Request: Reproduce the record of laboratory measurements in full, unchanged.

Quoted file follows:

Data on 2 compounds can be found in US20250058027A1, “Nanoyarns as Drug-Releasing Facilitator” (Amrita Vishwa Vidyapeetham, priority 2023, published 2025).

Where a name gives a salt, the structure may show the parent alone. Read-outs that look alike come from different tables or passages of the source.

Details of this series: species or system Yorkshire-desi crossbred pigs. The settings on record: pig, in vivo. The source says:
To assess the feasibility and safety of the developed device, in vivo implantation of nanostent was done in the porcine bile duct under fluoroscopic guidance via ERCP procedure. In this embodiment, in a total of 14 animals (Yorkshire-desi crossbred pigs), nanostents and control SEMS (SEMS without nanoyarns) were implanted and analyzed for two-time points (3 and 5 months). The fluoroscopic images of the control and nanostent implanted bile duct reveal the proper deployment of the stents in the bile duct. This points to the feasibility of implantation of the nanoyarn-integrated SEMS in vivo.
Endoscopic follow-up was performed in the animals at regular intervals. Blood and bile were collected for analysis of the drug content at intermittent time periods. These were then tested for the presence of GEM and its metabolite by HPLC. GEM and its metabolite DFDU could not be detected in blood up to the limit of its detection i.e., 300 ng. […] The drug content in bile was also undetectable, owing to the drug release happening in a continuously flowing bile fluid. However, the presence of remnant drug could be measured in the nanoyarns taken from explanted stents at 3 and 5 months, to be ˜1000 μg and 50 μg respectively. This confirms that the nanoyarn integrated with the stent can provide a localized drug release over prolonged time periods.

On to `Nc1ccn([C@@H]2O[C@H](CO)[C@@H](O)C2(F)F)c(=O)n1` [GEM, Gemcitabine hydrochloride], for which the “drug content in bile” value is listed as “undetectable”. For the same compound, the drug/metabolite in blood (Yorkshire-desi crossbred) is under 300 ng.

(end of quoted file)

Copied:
Data on 2 compounds can be found in US20250058027A1, “Nanoyarns as Drug-Releasing Facilitator” (Amrita Vishwa Vidyapeetham, priority 2023, published 2025).

Where a name gives a salt, the structure may show the parent alone. Read-outs that look alike come from different tables or passages of the source.

Details of this series: species or system Yorkshire-desi crossbred pigs. The settings on record: pig, in vivo. The source says:
To assess the feasibility and safety of the developed device, in vivo implantation of nanostent was done in the porcine bile duct under fluoroscopic guidance via ERCP procedure. In this embodiment, in a total of 14 animals (Yorkshire-desi crossbred pigs), nanostents and control SEMS (SEMS without nanoyarns) were implanted and analyzed for two-time points (3 and 5 months). The fluoroscopic images of the control and nanostent implanted bile duct reveal the proper deployment of the stents in the bile duct. This points to the feasibility of implantation of the nanoyarn-integrated SEMS in vivo.
Endoscopic follow-up was performed in the animals at regular intervals. Blood and bile were collected for analysis of the drug content at intermittent time periods. These were then tested for the presence of GEM and its metabolite by HPLC. GEM and its metabolite DFDU could not be detected in blood up to the limit of its detection i.e., 300 ng. […] The drug content in bile was also undetectable, owing to the drug release happening in a continuously flowing bile fluid. However, the presence of remnant drug could be measured in the nanoyarns taken from explanted stents at 3 and 5 months, to be ˜1000 μg and 50 μg respectively. This confirms that the nanoyarn integrated with the stent can provide a localized drug release over prolonged time periods.

On to `Nc1ccn([C@@H]2O[C@H](CO)[C@@H](O)C2(F)F)c(=O)n1` [GEM, Gemcitabine hydrochloride], for which the “drug content in bile” value is listed as “undetectable”. For the same compound, the drug/metabolite in blood (Yorkshire-desi crossbred) is under 300 ng.